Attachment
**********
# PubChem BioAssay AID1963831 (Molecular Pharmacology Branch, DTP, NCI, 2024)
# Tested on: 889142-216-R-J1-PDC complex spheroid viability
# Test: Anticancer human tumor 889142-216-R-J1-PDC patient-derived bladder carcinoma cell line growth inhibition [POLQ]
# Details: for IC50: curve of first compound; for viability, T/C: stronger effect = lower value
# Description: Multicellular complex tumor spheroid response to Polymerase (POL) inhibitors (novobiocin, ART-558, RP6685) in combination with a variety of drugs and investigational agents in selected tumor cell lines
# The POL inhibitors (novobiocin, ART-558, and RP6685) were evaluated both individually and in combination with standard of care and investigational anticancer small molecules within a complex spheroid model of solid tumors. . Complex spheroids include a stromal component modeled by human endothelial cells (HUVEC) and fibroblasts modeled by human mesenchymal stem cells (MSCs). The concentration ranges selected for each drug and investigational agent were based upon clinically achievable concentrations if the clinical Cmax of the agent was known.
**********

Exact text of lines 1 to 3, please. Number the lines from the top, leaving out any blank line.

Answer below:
# PubChem BioAssay AID1963831 (Molecular Pharmacology Branch, DTP, NCI, 2024)
# Tested on: 889142-216-R-J1-PDC complex spheroid viability
# Test: Anticancer human tumor 889142-216-R-J1-PDC patient-derived bladder carcinoma cell line growth inhibition [POLQ]